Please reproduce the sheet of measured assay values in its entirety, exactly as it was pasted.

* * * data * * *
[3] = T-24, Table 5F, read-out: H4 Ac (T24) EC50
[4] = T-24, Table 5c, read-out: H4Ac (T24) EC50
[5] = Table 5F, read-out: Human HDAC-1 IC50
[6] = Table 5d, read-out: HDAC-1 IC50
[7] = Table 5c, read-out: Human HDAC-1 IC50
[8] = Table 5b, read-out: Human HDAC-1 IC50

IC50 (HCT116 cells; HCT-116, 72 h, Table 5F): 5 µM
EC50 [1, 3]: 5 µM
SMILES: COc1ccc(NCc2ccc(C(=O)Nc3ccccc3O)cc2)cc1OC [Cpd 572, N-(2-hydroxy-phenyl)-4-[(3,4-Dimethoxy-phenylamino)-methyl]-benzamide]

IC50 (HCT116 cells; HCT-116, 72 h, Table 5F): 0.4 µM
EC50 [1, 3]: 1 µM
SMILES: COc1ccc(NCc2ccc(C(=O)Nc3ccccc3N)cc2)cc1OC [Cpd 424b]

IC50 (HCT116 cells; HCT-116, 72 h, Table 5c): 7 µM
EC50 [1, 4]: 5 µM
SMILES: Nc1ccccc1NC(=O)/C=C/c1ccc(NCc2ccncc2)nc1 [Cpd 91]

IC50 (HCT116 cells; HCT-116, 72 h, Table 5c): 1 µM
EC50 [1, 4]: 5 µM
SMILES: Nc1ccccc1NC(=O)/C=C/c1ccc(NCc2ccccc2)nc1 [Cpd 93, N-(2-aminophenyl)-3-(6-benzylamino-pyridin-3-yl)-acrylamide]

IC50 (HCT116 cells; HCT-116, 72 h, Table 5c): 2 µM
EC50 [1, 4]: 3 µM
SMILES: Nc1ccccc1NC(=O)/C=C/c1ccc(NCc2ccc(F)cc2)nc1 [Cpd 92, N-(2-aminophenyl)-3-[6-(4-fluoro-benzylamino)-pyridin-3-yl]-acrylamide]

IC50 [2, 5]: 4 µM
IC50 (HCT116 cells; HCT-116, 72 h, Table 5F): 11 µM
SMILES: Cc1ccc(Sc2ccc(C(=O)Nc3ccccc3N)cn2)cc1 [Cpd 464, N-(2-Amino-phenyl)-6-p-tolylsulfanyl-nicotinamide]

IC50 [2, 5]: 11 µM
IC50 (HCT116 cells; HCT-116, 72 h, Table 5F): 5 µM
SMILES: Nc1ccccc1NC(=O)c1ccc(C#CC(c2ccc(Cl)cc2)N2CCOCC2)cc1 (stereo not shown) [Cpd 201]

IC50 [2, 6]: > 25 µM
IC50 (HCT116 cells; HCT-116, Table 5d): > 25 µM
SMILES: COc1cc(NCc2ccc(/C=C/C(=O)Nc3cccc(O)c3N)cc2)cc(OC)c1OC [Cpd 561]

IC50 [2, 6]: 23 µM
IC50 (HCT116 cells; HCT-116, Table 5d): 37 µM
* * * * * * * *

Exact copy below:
[3] = T-24, Table 5F, read-out: H4 Ac (T24) EC50
[4] = T-24, Table 5c, read-out: H4Ac (T24) EC50
[5] = Table 5F, read-out: Human HDAC-1 IC50
[6] = Table 5d, read-out: HDAC-1 IC50
[7] = Table 5c, read-out: Human HDAC-1 IC50
[8] = Table 5b, read-out: Human HDAC-1 IC50

IC50 (HCT116 cells; HCT-116, 72 h, Table 5F): 5 µM
EC50 [1, 3]: 5 µM
SMILES: COc1ccc(NCc2ccc(C(=O)Nc3ccccc3O)cc2)cc1OC [Cpd 572, N-(2-hydroxy-phenyl)-4-[(3,4-Dimethoxy-phenylamino)-methyl]-benzamide]

IC50 (HCT116 cells; HCT-116, 72 h, Table 5F): 0.4 µM
EC50 [1, 3]: 1 µM
SMILES: COc1ccc(NCc2ccc(C(=O)Nc3ccccc3N)cc2)cc1OC [Cpd 424b]

IC50 (HCT116 cells; HCT-116, 72 h, Table 5c): 7 µM
EC50 [1, 4]: 5 µM
SMILES: Nc1ccccc1NC(=O)/C=C/c1ccc(NCc2ccncc2)nc1 [Cpd 91]

IC50 (HCT116 cells; HCT-116, 72 h, Table 5c): 1 µM
EC50 [1, 4]: 5 µM
SMILES: Nc1ccccc1NC(=O)/C=C/c1ccc(NCc2ccccc2)nc1 [Cpd 93, N-(2-aminophenyl)-3-(6-benzylamino-pyridin-3-yl)-acrylamide]

IC50 (HCT116 cells; HCT-116, 72 h, Table 5c): 2 µM
EC50 [1, 4]: 3 µM
SMILES: Nc1ccccc1NC(=O)/C=C/c1ccc(NCc2ccc(F)cc2)nc1 [Cpd 92, N-(2-aminophenyl)-3-[6-(4-fluoro-benzylamino)-pyridin-3-yl]-acrylamide]

IC50 [2, 5]: 4 µM
IC50 (HCT116 cells; HCT-116, 72 h, Table 5F): 11 µM
SMILES: Cc1ccc(Sc2ccc(C(=O)Nc3ccccc3N)cn2)cc1 [Cpd 464, N-(2-Amino-phenyl)-6-p-tolylsulfanyl-nicotinamide]

IC50 [2, 5]: 11 µM
IC50 (HCT116 cells; HCT-116, 72 h, Table 5F): 5 µM
SMILES: Nc1ccccc1NC(=O)c1ccc(C#CC(c2ccc(Cl)cc2)N2CCOCC2)cc1 (stereo not shown) [Cpd 201]

IC50 [2, 6]: > 25 µM
IC50 (HCT116 cells; HCT-116, Table 5d): > 25 µM
SMILES: COc1cc(NCc2ccc(/C=C/C(=O)Nc3cccc(O)c3N)cc2)cc(OC)c1OC [Cpd 561]

IC50 [2, 6]: 23 µM
IC50 (HCT116 cells; HCT-116, Table 5d): 37 µM